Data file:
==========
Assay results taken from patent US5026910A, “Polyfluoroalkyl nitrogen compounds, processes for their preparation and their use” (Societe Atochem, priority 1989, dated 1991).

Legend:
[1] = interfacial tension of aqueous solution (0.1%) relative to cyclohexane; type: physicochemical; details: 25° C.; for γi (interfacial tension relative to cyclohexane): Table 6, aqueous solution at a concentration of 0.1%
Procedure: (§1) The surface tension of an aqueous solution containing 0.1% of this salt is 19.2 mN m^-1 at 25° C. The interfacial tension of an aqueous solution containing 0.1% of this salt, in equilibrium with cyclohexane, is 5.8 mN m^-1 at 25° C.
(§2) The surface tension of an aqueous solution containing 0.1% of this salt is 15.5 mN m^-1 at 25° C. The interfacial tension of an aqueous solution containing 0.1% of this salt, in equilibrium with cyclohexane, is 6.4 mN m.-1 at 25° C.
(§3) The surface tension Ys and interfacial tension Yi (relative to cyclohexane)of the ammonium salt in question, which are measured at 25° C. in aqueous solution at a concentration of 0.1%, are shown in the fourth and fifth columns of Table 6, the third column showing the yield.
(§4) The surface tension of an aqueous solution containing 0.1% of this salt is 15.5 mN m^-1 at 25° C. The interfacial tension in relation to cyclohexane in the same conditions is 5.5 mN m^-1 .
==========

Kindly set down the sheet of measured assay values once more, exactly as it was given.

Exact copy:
Assay results taken from patent US5026910A, “Polyfluoroalkyl nitrogen compounds, processes for their preparation and their use” (Societe Atochem, priority 1989, dated 1991).

Legend:
[1] = interfacial tension of aqueous solution (0.1%) relative to cyclohexane; type: physicochemical; details: 25° C.; for γi (interfacial tension relative to cyclohexane): Table 6, aqueous solution at a concentration of 0.1%
Procedure: (§1) The surface tension of an aqueous solution containing 0.1% of this salt is 19.2 mN m^-1 at 25° C. The interfacial tension of an aqueous solution containing 0.1% of this salt, in equilibrium with cyclohexane, is 5.8 mN m^-1 at 25° C.
(§2) The surface tension of an aqueous solution containing 0.1% of this salt is 15.5 mN m^-1 at 25° C. The interfacial tension of an aqueous solution containing 0.1% of this salt, in equilibrium with cyclohexane, is 6.4 mN m.-1 at 25° C.
(§3) The surface tension Ys and interfacial tension Yi (relative to cyclohexane)of the ammonium salt in question, which are measured at 25° C. in aqueous solution at a concentration of 0.1%, are shown in the fourth and fifth columns of Table 6, the third column showing the yield.
(§4) The surface tension of an aqueous solution containing 0.1% of this salt is 15.5 mN m^-1 at 25° C. The interfacial tension in relation to cyclohexane in the same conditions is 5.5 mN m^-1 .